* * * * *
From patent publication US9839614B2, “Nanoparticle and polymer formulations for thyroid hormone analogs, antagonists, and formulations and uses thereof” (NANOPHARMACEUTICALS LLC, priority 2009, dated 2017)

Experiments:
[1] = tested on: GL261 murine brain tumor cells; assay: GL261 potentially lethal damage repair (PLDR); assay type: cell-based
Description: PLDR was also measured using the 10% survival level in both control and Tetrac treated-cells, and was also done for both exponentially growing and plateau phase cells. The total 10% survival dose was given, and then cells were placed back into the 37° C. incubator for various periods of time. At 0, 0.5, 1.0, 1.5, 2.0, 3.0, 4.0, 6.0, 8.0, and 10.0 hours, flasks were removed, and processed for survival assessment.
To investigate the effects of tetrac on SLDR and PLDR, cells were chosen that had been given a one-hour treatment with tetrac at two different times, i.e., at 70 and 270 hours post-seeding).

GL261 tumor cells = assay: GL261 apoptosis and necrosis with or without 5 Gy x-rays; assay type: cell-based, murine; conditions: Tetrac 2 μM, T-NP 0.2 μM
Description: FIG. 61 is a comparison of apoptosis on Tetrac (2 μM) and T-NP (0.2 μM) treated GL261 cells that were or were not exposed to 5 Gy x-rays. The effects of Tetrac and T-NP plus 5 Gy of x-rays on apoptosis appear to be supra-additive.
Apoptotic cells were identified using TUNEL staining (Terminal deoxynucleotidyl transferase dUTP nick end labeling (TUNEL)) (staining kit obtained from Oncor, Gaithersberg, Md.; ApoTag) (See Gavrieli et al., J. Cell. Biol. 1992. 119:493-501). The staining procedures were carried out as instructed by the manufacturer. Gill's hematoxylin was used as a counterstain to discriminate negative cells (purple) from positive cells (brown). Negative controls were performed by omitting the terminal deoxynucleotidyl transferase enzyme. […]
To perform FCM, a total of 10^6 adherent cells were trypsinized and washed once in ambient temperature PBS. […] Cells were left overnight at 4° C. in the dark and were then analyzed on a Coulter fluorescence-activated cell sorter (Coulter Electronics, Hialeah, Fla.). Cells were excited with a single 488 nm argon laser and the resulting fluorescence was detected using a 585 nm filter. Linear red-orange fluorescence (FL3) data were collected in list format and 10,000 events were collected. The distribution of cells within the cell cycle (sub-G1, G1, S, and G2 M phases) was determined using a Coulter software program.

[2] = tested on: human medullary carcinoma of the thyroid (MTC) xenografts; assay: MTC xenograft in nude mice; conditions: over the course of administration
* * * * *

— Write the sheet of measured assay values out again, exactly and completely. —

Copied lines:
From patent publication US9839614B2, “Nanoparticle and polymer formulations for thyroid hormone analogs, antagonists, and formulations and uses thereof” (NANOPHARMACEUTICALS LLC, priority 2009, dated 2017)

Experiments:
[1] = tested on: GL261 murine brain tumor cells; assay: GL261 potentially lethal damage repair (PLDR); assay type: cell-based
Description: PLDR was also measured using the 10% survival level in both control and Tetrac treated-cells, and was also done for both exponentially growing and plateau phase cells. The total 10% survival dose was given, and then cells were placed back into the 37° C. incubator for various periods of time. At 0, 0.5, 1.0, 1.5, 2.0, 3.0, 4.0, 6.0, 8.0, and 10.0 hours, flasks were removed, and processed for survival assessment.
To investigate the effects of tetrac on SLDR and PLDR, cells were chosen that had been given a one-hour treatment with tetrac at two different times, i.e., at 70 and 270 hours post-seeding).

GL261 tumor cells = assay: GL261 apoptosis and necrosis with or without 5 Gy x-rays; assay type: cell-based, murine; conditions: Tetrac 2 μM, T-NP 0.2 μM
Description: FIG. 61 is a comparison of apoptosis on Tetrac (2 μM) and T-NP (0.2 μM) treated GL261 cells that were or were not exposed to 5 Gy x-rays. The effects of Tetrac and T-NP plus 5 Gy of x-rays on apoptosis appear to be supra-additive.
Apoptotic cells were identified using TUNEL staining (Terminal deoxynucleotidyl transferase dUTP nick end labeling (TUNEL)) (staining kit obtained from Oncor, Gaithersberg, Md.; ApoTag) (See Gavrieli et al., J. Cell. Biol. 1992. 119:493-501). The staining procedures were carried out as instructed by the manufacturer. Gill's hematoxylin was used as a counterstain to discriminate negative cells (purple) from positive cells (brown). Negative controls were performed by omitting the terminal deoxynucleotidyl transferase enzyme. […]
To perform FCM, a total of 10^6 adherent cells were trypsinized and washed once in ambient temperature PBS. […] Cells were left overnight at 4° C. in the dark and were then analyzed on a Coulter fluorescence-activated cell sorter (Coulter Electronics, Hialeah, Fla.). Cells were excited with a single 488 nm argon laser and the resulting fluorescence was detected using a 585 nm filter. Linear red-orange fluorescence (FL3) data were collected in list format and 10,000 events were collected. The distribution of cells within the cell cycle (sub-G1, G1, S, and G2 M phases) was determined using a Coulter software program.

[2] = tested on: human medullary carcinoma of the thyroid (MTC) xenografts; assay: MTC xenograft in nude mice; conditions: over the course of administration